The U.S. National Parks Service needed a restoration contractor to assist with the removal of invasive cattails in the ecologically sensitive Indiana Dunes National Lakeshore at the southern tip of Lake Michigan.
Due to the size of the project, rough ground conditions in the once-forested wetland, and due to the significance of the rare Great Lakes ecosystem, the usual methods with ATV, or spot-spraying, or even helicopter broadcast spraying for cattail removal were not an option.
AES deployed a Gulf Coast amphibious Marsh Master with custom spray boom and tank system fabricated in-house, to achieve uniform coverage of invasive cattails but with maneuverability to avoid sensitive native species and communities that the project was intended to save.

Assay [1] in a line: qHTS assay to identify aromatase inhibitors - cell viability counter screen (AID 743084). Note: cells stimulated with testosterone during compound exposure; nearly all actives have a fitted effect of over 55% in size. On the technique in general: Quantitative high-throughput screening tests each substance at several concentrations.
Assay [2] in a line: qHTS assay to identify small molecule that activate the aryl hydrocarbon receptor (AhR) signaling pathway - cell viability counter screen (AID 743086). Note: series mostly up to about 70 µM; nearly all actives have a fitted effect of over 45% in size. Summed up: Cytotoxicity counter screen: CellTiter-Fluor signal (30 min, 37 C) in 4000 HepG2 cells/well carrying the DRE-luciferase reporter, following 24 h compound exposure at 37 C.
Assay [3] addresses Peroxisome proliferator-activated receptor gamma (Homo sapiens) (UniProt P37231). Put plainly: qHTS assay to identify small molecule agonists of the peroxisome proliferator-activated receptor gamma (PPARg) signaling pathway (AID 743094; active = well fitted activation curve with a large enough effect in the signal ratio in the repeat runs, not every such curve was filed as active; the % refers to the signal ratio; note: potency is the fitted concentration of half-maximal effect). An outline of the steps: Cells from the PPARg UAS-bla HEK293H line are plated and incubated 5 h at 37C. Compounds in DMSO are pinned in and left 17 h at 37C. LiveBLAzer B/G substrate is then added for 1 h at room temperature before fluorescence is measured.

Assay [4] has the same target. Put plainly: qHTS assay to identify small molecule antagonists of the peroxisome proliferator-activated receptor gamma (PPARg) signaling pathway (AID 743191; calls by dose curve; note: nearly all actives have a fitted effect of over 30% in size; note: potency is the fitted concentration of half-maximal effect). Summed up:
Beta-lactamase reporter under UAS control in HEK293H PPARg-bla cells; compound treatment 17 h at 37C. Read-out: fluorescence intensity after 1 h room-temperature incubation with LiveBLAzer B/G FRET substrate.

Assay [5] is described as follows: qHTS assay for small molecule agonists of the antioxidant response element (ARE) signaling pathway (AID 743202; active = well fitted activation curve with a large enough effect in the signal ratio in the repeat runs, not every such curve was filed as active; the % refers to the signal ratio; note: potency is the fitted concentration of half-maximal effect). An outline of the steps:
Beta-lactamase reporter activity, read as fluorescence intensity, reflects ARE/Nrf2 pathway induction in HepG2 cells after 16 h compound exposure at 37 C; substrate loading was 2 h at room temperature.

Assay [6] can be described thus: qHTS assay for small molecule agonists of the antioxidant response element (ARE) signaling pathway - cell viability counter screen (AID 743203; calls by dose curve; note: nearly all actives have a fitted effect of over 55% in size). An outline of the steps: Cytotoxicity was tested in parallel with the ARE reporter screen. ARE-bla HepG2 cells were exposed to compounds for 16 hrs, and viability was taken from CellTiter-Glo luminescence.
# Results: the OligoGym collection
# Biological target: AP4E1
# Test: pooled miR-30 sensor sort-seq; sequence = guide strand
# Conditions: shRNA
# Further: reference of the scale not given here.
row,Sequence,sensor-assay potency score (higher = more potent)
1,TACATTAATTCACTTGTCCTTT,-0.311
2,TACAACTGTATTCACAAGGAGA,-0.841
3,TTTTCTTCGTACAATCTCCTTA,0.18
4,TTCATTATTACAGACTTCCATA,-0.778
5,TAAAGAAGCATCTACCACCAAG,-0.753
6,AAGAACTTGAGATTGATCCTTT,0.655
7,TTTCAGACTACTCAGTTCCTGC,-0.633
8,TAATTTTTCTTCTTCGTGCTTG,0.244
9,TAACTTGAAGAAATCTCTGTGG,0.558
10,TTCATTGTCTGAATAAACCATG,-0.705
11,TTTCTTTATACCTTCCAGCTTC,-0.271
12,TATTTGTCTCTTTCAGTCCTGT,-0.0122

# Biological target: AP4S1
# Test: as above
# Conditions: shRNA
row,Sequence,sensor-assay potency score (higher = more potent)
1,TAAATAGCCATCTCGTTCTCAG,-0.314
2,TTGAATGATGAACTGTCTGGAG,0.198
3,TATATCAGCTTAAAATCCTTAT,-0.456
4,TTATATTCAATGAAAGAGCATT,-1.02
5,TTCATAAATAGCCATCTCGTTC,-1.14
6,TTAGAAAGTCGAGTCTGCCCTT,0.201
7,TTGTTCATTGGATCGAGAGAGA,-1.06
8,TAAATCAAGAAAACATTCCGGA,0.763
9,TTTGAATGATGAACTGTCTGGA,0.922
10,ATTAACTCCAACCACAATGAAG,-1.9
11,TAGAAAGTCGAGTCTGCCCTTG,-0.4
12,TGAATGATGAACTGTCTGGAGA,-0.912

The Marsh Master allowed the job to be completed within a two‐week window which would have been impossible or cost-prohibitive with any other application method in such a sensitive site.
The tracked vehicle made from lightweight aluminum has a lighter soil compaction footprint per square inch than an average person standing on two feet.
The fight against invasive species in the upper Midwest wetlands, and throughout the country, is a maintenance challenge that has been escalating in the past couple decades.
At the Indiana Dunes, AES marshaled marsh buggy technology, and field crews with hand-wicking assignments, to effectively control the cattail invasives while protecting precious, rare dunal and wetland vegetation.
- Ecological Maintenance
- Wetland Restoration
- Invasive Species Removal
- Dune + Swale Community Restoration
Indiana Dunes National Lakeshore